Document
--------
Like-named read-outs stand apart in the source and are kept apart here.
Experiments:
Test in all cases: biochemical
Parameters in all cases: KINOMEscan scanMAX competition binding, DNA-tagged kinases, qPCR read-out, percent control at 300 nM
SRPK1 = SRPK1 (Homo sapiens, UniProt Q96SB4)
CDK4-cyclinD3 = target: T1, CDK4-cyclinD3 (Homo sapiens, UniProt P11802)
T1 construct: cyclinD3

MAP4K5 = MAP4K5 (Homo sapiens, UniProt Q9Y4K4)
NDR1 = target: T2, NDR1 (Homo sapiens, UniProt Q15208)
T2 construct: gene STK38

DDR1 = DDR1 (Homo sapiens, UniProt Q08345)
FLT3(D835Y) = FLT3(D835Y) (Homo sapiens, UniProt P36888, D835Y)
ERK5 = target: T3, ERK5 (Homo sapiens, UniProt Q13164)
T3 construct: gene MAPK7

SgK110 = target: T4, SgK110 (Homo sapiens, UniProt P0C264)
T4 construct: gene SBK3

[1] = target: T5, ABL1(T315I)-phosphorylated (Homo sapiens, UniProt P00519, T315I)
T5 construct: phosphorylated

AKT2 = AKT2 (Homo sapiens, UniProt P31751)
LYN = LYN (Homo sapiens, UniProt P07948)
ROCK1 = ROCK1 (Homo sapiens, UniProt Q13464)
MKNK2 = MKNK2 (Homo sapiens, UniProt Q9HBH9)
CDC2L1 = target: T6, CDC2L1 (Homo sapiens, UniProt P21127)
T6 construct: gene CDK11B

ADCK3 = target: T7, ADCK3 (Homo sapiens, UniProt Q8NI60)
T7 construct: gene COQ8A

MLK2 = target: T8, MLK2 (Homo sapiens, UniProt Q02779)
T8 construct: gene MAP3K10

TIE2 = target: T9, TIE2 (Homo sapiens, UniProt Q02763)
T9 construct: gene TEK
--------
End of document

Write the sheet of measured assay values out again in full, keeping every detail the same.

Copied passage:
Like-named read-outs stand apart in the source and are kept apart here.
Experiments:
Test in all cases: biochemical
Parameters in all cases: KINOMEscan scanMAX competition binding, DNA-tagged kinases, qPCR read-out, percent control at 300 nM
SRPK1 = SRPK1 (Homo sapiens, UniProt Q96SB4)
CDK4-cyclinD3 = target: T1, CDK4-cyclinD3 (Homo sapiens, UniProt P11802)
T1 construct: cyclinD3

MAP4K5 = MAP4K5 (Homo sapiens, UniProt Q9Y4K4)
NDR1 = target: T2, NDR1 (Homo sapiens, UniProt Q15208)
T2 construct: gene STK38

DDR1 = DDR1 (Homo sapiens, UniProt Q08345)
FLT3(D835Y) = FLT3(D835Y) (Homo sapiens, UniProt P36888, D835Y)
ERK5 = target: T3, ERK5 (Homo sapiens, UniProt Q13164)
T3 construct: gene MAPK7

SgK110 = target: T4, SgK110 (Homo sapiens, UniProt P0C264)
T4 construct: gene SBK3

[1] = target: T5, ABL1(T315I)-phosphorylated (Homo sapiens, UniProt P00519, T315I)
T5 construct: phosphorylated

AKT2 = AKT2 (Homo sapiens, UniProt P31751)
LYN = LYN (Homo sapiens, UniProt P07948)
ROCK1 = ROCK1 (Homo sapiens, UniProt Q13464)
MKNK2 = MKNK2 (Homo sapiens, UniProt Q9HBH9)
CDC2L1 = target: T6, CDC2L1 (Homo sapiens, UniProt P21127)
T6 construct: gene CDK11B

ADCK3 = target: T7, ADCK3 (Homo sapiens, UniProt Q8NI60)
T7 construct: gene COQ8A

MLK2 = target: T8, MLK2 (Homo sapiens, UniProt Q02779)
T8 construct: gene MAP3K10

TIE2 = target: T9, TIE2 (Homo sapiens, UniProt Q02763)
T9 construct: gene TEK